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You know that urban legend about the Chinese woman who got sued by her husband for fraud after their kids’ appearance clued him into the fact that she’d “lied” to him about whether or not she’d had plastic surgery? It’s been going around since at least 2004.

How about the widely reblogged meme with the picture of “attractive” parents and “ugly” kids that takes pleasure in unmasking the “dishonesty” of surgically altering your appearance?

As it turns out, those beloved bits of internet-alia are both tied to a 2012 plastic surgery ad, one that’s been haunting its leading lady ever since.

In a recent interview with the BBC, Taiwanese model Heidi Yeh opened up about the truth behind the photo and the havoc it’s wreaked on her life. When Yeh first agreed to appear in the image (caption: “the only thing you’ll ever have to worry about is how to explain it to the kids”), she knew its premise, but thought its nastiness would be contained to a single print ad:

“At the time of the photoshoot, I had a rough idea of what it was about, but I was told that it would only be used in print media and for one company,” she explained. “I didn’t know it would be used so widely on the internet and there would be so many made up stories about it.”

She says the children were Photoshopped to make their eyes look smaller and their noses flatter. (In Taiwan, large eyes, pale skin and narrow, defined noses are seen as the ideal.)

According to Yeh, the ad agency went back on their agreement and let multiple companies use the ad, one of which posted it to Facebook. Stripped of its original context, the photo became widely disseminated, picked up by blogs in other languages, and even associated with the aforementioned urban legend that had been floating around since the early 2000s.

Yeh says this ruined her modeling career and has even given her trouble in her personal life:

“People actually believed it and thought this had happened to me. Even my relatives and fiance’s family have asked me about it.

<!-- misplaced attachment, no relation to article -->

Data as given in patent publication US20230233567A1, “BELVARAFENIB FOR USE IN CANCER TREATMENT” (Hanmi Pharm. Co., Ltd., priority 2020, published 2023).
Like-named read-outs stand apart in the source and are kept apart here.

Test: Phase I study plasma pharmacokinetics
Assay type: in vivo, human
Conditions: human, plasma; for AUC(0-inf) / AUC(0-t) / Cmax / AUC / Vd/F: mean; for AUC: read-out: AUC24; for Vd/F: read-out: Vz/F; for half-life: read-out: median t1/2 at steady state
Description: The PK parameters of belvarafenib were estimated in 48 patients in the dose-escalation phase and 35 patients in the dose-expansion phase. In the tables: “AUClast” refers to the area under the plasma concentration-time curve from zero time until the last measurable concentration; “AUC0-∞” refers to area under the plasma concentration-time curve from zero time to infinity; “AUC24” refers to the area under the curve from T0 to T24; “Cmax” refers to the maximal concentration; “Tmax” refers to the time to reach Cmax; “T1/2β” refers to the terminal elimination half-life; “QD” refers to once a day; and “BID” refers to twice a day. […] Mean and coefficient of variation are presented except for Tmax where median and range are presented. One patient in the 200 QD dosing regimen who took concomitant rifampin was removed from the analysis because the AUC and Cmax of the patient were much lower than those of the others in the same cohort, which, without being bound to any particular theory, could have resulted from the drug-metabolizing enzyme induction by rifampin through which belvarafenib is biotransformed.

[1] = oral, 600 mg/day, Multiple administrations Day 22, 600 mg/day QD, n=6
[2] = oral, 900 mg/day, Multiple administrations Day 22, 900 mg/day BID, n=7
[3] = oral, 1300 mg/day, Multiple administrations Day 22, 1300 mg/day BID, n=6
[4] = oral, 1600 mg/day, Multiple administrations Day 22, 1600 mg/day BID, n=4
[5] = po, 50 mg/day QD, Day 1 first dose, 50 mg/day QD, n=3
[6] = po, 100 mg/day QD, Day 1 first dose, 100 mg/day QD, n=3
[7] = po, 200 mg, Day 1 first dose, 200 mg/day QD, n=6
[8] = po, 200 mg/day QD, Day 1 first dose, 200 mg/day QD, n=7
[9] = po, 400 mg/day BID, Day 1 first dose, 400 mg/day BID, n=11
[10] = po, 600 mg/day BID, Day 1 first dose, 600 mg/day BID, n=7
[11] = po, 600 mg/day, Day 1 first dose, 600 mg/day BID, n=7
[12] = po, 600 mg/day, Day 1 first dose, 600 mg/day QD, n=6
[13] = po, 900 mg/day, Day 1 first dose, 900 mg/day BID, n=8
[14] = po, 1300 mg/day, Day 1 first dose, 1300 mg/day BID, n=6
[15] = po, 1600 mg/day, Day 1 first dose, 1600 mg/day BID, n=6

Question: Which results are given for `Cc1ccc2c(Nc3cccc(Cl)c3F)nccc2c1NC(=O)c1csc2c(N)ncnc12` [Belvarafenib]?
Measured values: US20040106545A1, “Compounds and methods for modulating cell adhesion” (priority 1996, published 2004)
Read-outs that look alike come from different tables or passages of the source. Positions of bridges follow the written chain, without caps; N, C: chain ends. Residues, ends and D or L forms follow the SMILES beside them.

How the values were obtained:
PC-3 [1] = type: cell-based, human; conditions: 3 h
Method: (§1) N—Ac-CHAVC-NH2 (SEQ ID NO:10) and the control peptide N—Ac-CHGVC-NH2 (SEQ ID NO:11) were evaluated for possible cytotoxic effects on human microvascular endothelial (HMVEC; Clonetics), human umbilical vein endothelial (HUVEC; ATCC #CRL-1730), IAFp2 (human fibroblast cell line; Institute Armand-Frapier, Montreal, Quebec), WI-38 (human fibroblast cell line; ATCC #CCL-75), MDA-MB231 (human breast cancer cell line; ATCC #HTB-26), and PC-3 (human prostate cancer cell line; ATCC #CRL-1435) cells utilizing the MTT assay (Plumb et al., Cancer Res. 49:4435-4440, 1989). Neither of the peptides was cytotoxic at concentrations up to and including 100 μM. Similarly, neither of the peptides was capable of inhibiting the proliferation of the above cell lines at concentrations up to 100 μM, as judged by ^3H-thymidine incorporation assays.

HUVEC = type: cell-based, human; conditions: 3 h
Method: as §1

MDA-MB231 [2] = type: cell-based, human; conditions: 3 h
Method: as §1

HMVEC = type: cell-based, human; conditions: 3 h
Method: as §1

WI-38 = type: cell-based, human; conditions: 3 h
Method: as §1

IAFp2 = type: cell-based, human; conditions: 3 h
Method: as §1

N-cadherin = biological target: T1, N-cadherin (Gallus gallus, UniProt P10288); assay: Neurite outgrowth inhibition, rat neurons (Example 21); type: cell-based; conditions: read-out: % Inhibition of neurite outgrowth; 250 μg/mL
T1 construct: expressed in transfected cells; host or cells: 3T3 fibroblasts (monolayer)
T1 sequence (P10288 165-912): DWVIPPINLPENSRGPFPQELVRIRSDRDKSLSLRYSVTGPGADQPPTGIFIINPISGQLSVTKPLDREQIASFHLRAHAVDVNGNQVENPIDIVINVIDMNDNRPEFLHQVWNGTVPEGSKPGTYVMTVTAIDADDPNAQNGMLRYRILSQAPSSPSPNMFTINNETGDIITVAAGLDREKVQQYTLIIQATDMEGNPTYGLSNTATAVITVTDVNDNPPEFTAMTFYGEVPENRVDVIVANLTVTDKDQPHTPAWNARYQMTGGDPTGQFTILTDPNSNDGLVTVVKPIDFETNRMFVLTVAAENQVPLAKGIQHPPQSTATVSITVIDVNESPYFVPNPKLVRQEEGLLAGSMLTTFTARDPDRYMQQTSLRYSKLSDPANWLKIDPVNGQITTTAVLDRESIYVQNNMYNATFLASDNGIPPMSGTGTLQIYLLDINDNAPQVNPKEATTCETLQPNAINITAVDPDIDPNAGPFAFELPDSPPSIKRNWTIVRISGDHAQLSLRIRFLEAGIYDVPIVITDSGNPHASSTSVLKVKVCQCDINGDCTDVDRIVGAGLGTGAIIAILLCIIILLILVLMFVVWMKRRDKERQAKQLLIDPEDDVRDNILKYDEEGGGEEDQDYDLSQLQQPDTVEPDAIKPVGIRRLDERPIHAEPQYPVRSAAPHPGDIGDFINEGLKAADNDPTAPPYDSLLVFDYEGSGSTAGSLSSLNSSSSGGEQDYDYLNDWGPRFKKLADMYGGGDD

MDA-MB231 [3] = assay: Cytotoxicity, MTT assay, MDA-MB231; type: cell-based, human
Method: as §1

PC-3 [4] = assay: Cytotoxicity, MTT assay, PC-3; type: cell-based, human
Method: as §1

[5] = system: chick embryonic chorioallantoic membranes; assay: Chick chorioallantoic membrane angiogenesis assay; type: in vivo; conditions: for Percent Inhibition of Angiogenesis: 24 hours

This has totally affected my work. People refuse to believe that I have never had plastic surgery…because of what has happened, I haven’t been able to sleep well and I’ve broken down many times crying. I keep thinking, why is this happening to me?”

She also worries what will happen when the children in the photo see themselves in the meme:

“The children may not use social media now, but it will hurt them when they grow up.”

I find it bitterly ironic that the same society that prizes looks above all else would punish a woman for having (real or perceived) plastic surgery to better her life within that society. And that the same system that paid Yeh to pretend to have had plastic surgery would punish her for being too convincing in her role. In both eastern and western culture, women are set up for criticism no matter what we do.

Then again: If she was really that concerned about the children, perhaps she might have thought twice about appearing in an ad she knew was going to be fairly cruel? And if she was really concerned about people thinking she’d had plastic surgery, perhaps she shouldn’t have modeled for, um, a plastic surgery ad? And what about all the women who have had plastic surgery? Would it be okay for people to pick on her like this if she’d been born “ugly”? I mean, if some asshole calls a gentile a “dirty kike,” the correct response is not “actually, I’m not Jewish.”

It seems Yeh was benefitting from membership in that lucky group known as “women who were born conventionally beautiful,” one that receives a ton of privilege as a dubious gift from the patriarchy, at the expense of everyone else. Maybe instead of mourning her newfound exclusion from said group, Yeh should expand her critique a bit further and realize it’s all bullshit to begin with.

SOURCE

Taiwanese Model Says Dumb Plastic Surgery Meme Ruined Her Life

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